We are working to support the academic success of all students by using evidence-based practices in the classroom including aligning classroom activities, labs, and assessments to scaffold the material to meet the student learning outcomes of each course. We particularly want to improve the participation and academic success of our students from under-represented minorities.
Our college has a diverse student body whose needs vary. Though many students are successful, there is always the desire to figure out how to make more students successful in our classes. Success does not just mean doing well on an exam, but rather developing the ability to think scientifically and having the feeling that one can contribute to the scientific community.
While we do have some majors, many of our students take our classes because they need a science class for their degree. For this reason, we continually try to find ways to make sure that our classes benefit all students. One population we keep in mind when we are designing activities is pre-service teachers. These students will be teaching earth science one day and our classes may be the only class they take in the geosciences. Therefore, providing them with the opportunity to engage actively with the material will aid them in teaching the next generation of students.
In today's world, information is readily available, but citizens need to be able to look critically at information given to them and determine if the interpretations presented are consistent with the existing data. Our classes have the ability to help our students practice critical thinking so that they become better citizens in this aspect.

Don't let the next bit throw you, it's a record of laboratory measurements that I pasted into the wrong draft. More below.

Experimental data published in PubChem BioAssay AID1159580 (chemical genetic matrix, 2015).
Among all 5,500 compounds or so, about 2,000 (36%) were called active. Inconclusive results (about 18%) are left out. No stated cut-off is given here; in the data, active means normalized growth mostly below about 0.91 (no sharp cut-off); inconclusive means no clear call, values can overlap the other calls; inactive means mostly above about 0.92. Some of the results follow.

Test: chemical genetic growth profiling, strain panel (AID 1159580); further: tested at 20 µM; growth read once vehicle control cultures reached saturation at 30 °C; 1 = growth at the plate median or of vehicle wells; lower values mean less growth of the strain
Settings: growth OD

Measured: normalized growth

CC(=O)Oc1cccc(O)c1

Aligning with Institutional Priorities
Our work for broadening participation and improving the success of all students aligns quite well with one of the top priorities for the Lone Star College System - improving the success of our African-American student population. Although the college is interested in improving success for all students in our classes and programs, African-American students have not seen the same improvement in their success rate as Hispanic students, who also form a large percentage of our student population. There are several initiatives across the system to support African-American student success.
A major Guided Pathways project is occurring system-wide. This project is aimed at improving student success by increasing transfer rates to four-year universities. This corresponds with another strand of the SAGE 2YC project - facilitating students' professional pathways. Too many Lone Star students accumulate more than the required number of credits to graduate. Taking more classes than is necessary increases the time to graduation and decreases completion rates. Streamlining degree plans will aid students in choosing classes so that they graduate sooner thereby increasing transfer rates. Additionally, committees composed of faculty and staff from all Lone Star campuses are working on articulation agreements with nearby four-year universities which will result in a seamless transition from Lone Star to the universities.
Each of our campuses has a slightly different personality with different priorities. Our participation in the SAGE 2YC project has lead us to take leadership roles in professional development events, diversity initiatives, and class development projects. Lone Star College - Tomball has Instructional Initiatives Fridays, which are a day of workshops and discussion groups for faculty and staff to improve instruction, support student success, and develop diversity initiatives. At Lone Star College - University Park, faculty are encouraged to be innovative in their classes and departments are encouraged to offer different delivery methods (face-to-face, hybrid, and online) for classes in order to reach different student populations.
Table of ContentsIndividual Growth and Development »
Program/Department Development »
Institutional Development »
Regional Network Development »
Making and Sustaining Change »
Team and Institutional Context »
Supporting Geoscience Student Success Through Active Learning, Metacognition, and GRIT
October 14, 2016 , Lone Star College - University Park
Unseen Barriers in our Geology Classes and Helping our Students Prepare for Transfer
October 5th, 2018, Lone Star College - Tomball
Concept Sketches with Steve Reynolds and Active Learning and Metacognition Follow-Up
April 28th, 2017, Houston Community College - Spring Branch Campus
Book Club: Claude Steele's "Whistling Vivaldi"
April 13 & 27, 2018
Explore the whole collection »